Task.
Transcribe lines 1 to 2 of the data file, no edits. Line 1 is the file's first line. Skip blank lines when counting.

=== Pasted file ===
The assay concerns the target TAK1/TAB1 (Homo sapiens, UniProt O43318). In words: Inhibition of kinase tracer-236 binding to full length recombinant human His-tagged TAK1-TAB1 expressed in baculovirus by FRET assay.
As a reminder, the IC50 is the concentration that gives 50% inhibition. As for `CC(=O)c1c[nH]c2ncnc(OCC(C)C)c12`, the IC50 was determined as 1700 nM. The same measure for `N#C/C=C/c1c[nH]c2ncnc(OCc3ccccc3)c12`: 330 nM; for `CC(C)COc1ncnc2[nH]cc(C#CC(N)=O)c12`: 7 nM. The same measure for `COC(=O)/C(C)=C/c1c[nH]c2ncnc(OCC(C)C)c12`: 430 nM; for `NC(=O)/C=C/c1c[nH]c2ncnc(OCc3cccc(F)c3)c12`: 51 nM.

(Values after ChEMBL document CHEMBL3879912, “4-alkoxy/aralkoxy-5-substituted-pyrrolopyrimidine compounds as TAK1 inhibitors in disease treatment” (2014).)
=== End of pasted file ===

The assay concerns the target TAK1/TAB1 (Homo sapiens, UniProt O43318). In words: Inhibition of kinase tracer-236 binding to full length recombinant human His-tagged TAK1-TAB1 expressed in baculovirus by FRET assay.
As a reminder, the IC50 is the concentration that gives 50% inhibition. As for `CC(=O)c1c[nH]c2ncnc(OCC(C)C)c12`, the IC50 was determined as 1700 nM. The same measure for `N#C/C=C/c1c[nH]c2ncnc(OCc3ccccc3)c12`: 330 nM; for `CC(C)COc1ncnc2[nH]cc(C#CC(N)=O)c12`: 7 nM. The same measure for `COC(=O)/C(C)=C/c1c[nH]c2ncnc(OCC(C)C)c12`: 430 nM; for `NC(=O)/C=C/c1c[nH]c2ncnc(OCc3cccc(F)c3)c12`: 51 nM.